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I am calling a shell script from a 'c' program and have some variables in c which I would like to pass as arguments to the shell script. I tried using the system() to call the shell script but the variable I pass as argument is considered as a string rather than a variable.

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Have you tried using getopt in the shell-script as shown here?... –  TheCodeArtist Aug 12 '13 at 4:14
I assume you're using Linux? –  Matthieu Aug 12 '13 at 4:25
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2 Answers 2

up vote 0 down vote accepted

shell script (a.sh):

# iterates over argument list and prints
for (( i=1;$i<=$#;i=$i+1 ))
     echo ${!i}  

C code:

#include <stdio.h>

int main() { 
  char arr[] = {'a', 'b', 'c', 'd', 'e'}; 
  char cmd[1024] = {0}; // change this for more length
  char *base = "bash a.sh "; // note trailine ' ' (space) 
  sprintf(cmd, "%s", base);
  int i;
  for (i=0;i<sizeof(arr)/sizeof(arr[0]);i++) {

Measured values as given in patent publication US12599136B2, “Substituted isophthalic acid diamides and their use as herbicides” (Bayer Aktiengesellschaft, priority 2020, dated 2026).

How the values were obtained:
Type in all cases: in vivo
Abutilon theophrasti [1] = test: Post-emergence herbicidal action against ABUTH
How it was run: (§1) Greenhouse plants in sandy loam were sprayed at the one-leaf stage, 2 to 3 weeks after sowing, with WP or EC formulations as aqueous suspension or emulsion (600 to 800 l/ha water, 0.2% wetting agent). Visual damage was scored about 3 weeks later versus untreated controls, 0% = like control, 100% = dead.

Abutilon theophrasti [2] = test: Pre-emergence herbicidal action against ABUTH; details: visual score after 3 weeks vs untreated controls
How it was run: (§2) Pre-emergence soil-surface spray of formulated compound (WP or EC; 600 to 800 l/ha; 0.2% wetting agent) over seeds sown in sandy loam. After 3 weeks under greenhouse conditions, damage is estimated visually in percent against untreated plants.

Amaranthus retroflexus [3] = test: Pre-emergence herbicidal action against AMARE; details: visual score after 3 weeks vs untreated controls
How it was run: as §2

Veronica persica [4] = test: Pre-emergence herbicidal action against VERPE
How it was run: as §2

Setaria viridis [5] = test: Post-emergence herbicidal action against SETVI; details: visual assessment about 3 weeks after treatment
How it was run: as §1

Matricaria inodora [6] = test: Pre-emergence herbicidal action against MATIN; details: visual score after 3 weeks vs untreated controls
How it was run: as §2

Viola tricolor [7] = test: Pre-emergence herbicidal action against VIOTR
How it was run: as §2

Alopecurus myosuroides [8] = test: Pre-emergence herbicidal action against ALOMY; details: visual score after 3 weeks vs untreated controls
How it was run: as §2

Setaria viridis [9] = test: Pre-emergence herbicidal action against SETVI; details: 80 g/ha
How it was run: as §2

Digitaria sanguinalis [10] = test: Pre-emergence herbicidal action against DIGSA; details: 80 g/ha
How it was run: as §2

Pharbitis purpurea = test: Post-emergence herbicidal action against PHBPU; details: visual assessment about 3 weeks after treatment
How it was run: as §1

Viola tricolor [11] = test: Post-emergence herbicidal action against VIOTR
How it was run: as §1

sprintf(cmd, "%s%c ", cmd, arr[i]); 
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I would vote this up if it weren't for that weirdness of sprintf(cmd, "%s...", cmd, ...). Is that strictly legal? –  luser droog Aug 12 '13 at 5:20
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You will have to construct a string which contains the full command line for system to execute. Simplest is probably using sprintf.

char buf[100];
sprintf(buf, "progname %d %s", intarg, strarg);

That's the quick way for starters.

But there's also the power-duo of fork and exec (for unix systems, at least). If your arguments are already separate strings, this can be easier than a really complicated format specification; not to mention calculating the correct buffer size for a complicated format specification!

if (fork() == 0) {
    execl(progname, strarg1, strarg2, (char *)NULL);
int status;
if (status != 0) {
    printf("error executing program %s. return code: %d\n", progname, status);
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